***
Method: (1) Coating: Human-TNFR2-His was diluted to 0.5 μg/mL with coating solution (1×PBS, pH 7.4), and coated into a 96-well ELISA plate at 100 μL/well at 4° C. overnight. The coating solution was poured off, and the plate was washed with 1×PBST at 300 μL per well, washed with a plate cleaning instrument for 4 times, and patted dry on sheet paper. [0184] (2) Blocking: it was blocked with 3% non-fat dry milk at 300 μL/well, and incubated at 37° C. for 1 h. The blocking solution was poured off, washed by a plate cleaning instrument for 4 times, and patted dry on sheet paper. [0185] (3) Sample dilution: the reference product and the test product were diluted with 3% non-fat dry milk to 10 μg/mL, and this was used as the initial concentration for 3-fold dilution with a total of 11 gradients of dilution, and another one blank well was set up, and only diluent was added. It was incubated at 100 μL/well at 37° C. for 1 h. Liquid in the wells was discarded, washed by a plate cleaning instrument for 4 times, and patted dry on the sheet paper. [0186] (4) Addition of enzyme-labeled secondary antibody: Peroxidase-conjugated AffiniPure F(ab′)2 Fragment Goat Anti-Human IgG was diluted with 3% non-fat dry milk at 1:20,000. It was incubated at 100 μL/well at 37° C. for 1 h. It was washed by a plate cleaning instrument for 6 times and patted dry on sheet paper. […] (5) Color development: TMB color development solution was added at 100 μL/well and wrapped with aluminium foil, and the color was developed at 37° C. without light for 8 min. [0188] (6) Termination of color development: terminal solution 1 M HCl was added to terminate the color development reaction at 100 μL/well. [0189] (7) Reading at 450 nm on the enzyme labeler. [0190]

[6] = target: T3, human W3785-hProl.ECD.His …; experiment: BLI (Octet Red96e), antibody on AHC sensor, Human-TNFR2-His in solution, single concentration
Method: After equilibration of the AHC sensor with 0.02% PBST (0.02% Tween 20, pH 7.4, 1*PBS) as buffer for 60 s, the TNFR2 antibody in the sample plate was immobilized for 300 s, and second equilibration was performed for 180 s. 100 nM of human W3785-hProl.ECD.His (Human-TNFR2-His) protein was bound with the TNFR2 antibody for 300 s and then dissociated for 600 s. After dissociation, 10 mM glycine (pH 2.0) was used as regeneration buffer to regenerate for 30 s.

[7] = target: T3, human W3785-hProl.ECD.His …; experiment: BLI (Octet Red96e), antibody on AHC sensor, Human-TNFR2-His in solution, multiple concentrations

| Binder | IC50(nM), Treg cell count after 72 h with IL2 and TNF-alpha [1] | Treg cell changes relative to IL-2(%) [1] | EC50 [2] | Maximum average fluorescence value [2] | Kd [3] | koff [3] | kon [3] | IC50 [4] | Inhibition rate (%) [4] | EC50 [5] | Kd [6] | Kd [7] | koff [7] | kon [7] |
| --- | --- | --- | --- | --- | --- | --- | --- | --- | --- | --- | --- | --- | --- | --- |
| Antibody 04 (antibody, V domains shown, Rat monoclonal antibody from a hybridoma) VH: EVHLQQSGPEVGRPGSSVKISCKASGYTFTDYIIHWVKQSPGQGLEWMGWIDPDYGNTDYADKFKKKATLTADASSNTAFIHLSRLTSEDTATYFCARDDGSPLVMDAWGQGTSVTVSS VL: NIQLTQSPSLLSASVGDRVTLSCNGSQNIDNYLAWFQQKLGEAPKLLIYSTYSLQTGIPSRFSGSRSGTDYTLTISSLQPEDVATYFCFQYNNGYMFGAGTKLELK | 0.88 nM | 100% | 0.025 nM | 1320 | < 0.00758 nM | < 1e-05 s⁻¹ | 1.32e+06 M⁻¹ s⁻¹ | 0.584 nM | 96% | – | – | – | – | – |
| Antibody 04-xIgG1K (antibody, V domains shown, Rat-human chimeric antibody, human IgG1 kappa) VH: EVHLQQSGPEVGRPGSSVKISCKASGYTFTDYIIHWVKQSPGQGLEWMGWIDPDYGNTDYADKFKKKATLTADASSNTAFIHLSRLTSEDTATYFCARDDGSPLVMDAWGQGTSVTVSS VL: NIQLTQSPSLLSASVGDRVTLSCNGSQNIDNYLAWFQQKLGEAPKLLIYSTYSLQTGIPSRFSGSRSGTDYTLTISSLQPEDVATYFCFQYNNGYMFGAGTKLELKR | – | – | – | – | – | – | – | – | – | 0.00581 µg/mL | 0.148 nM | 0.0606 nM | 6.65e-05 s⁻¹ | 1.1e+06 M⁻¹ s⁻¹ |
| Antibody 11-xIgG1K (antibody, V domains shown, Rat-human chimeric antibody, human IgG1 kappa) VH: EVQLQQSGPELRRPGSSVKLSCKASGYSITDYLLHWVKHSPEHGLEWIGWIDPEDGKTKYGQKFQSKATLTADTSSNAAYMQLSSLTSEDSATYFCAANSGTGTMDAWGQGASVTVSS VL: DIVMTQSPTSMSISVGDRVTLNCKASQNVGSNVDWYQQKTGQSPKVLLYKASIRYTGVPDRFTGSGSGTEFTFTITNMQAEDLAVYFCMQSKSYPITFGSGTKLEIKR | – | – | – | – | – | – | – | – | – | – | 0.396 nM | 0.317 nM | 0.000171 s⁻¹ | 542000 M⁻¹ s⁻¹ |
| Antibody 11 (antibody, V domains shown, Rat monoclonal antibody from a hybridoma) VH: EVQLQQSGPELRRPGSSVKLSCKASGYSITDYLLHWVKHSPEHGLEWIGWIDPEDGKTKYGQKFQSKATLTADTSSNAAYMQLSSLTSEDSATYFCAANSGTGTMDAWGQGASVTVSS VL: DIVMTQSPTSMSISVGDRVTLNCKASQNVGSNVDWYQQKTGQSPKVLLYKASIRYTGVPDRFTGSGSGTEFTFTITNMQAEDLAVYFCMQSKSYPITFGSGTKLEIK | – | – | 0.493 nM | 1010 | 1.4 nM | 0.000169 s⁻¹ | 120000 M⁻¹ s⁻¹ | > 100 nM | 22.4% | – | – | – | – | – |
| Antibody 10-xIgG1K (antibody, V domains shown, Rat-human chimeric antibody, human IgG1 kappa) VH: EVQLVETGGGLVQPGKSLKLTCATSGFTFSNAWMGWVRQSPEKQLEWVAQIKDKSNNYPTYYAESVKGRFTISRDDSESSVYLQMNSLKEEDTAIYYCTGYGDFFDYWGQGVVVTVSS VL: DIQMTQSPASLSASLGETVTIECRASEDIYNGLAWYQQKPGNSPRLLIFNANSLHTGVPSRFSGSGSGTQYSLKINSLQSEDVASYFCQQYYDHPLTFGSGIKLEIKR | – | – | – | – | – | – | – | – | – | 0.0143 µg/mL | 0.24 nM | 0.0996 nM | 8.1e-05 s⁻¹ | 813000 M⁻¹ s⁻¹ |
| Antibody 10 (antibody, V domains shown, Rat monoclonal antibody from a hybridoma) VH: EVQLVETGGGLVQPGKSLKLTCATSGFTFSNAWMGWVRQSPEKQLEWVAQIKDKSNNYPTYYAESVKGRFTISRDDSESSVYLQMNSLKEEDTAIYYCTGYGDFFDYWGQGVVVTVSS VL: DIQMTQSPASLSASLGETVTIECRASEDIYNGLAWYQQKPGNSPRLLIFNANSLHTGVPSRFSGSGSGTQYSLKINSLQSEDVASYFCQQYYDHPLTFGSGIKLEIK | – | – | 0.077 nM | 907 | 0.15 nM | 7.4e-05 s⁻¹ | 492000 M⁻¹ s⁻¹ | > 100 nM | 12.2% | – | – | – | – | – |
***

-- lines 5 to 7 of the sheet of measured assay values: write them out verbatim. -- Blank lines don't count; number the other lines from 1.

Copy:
| Binder | IC50(nM), Treg cell count after 72 h with IL2 and TNF-alpha [1] | Treg cell changes relative to IL-2(%) [1] | EC50 [2] | Maximum average fluorescence value [2] | Kd [3] | koff [3] | kon [3] | IC50 [4] | Inhibition rate (%) [4] | EC50 [5] | Kd [6] | Kd [7] | koff [7] | kon [7] |
| --- | --- | --- | --- | --- | --- | --- | --- | --- | --- | --- | --- | --- | --- | --- |
| Antibody 04 (antibody, V domains shown, Rat monoclonal antibody from a hybridoma) VH: EVHLQQSGPEVGRPGSSVKISCKASGYTFTDYIIHWVKQSPGQGLEWMGWIDPDYGNTDYADKFKKKATLTADASSNTAFIHLSRLTSEDTATYFCARDDGSPLVMDAWGQGTSVTVSS VL: NIQLTQSPSLLSASVGDRVTLSCNGSQNIDNYLAWFQQKLGEAPKLLIYSTYSLQTGIPSRFSGSRSGTDYTLTISSLQPEDVATYFCFQYNNGYMFGAGTKLELK | 0.88 nM | 100% | 0.025 nM | 1320 | < 0.00758 nM | < 1e-05 s⁻¹ | 1.32e+06 M⁻¹ s⁻¹ | 0.584 nM | 96% | – | – | – | – | – |